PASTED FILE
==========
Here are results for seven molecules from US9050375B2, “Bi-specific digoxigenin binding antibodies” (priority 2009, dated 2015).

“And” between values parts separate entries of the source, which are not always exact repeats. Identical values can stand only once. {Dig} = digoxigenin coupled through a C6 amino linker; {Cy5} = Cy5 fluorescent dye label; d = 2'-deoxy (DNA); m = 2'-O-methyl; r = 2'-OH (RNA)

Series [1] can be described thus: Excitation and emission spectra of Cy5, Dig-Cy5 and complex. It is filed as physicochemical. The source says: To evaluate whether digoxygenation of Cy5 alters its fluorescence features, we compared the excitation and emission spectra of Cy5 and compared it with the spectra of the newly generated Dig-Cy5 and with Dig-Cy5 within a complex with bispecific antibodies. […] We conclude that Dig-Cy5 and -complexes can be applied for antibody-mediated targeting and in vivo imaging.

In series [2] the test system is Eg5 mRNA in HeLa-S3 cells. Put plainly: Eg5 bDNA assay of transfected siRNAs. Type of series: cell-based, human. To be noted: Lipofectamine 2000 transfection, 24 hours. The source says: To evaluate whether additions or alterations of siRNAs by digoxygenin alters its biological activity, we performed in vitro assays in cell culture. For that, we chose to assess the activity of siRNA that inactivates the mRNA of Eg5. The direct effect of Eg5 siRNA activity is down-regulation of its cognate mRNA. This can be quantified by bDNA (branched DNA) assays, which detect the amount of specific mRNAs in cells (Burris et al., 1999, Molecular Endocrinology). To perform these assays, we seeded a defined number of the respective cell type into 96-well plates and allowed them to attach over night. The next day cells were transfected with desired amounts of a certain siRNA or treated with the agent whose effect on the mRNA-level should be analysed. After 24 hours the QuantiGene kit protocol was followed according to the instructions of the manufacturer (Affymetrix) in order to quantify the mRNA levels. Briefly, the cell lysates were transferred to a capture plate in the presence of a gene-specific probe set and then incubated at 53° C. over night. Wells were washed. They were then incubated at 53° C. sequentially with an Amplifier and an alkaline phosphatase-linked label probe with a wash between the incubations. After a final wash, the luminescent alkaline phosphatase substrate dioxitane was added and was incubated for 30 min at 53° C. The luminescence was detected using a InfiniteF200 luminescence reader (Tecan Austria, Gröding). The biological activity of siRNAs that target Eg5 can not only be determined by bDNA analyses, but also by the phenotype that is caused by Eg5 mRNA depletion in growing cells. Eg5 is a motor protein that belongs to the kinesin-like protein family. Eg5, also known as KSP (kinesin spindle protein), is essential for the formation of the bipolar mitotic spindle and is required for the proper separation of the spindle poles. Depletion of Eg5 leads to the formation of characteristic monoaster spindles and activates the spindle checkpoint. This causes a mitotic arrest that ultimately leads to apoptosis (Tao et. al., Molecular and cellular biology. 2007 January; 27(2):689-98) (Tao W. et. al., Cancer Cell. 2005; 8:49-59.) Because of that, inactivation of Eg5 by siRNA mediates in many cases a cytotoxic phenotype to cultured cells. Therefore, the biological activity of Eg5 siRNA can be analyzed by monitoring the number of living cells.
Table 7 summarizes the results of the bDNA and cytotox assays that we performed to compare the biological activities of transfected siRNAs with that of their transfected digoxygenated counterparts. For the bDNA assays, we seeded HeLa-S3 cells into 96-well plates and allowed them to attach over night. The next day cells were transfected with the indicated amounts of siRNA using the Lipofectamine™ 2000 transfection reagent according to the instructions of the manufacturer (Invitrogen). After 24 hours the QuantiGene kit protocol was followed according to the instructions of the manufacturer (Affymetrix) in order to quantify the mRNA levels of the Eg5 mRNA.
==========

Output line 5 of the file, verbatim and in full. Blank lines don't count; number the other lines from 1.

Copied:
Table 7 summarizes the results of the bDNA and cytotox assays that we performed to compare the biological activities of transfected siRNAs with that of their transfected digoxygenated counterparts. For the bDNA assays, we seeded HeLa-S3 cells into 96-well plates and allowed them to attach over night. The next day cells were transfected with the indicated amounts of siRNA using the Lipofectamine™ 2000 transfection reagent according to the instructions of the manufacturer (Invitrogen). After 24 hours the QuantiGene kit protocol was followed according to the instructions of the manufacturer (Affymetrix) in order to quantify the mRNA levels of the Eg5 mRNA.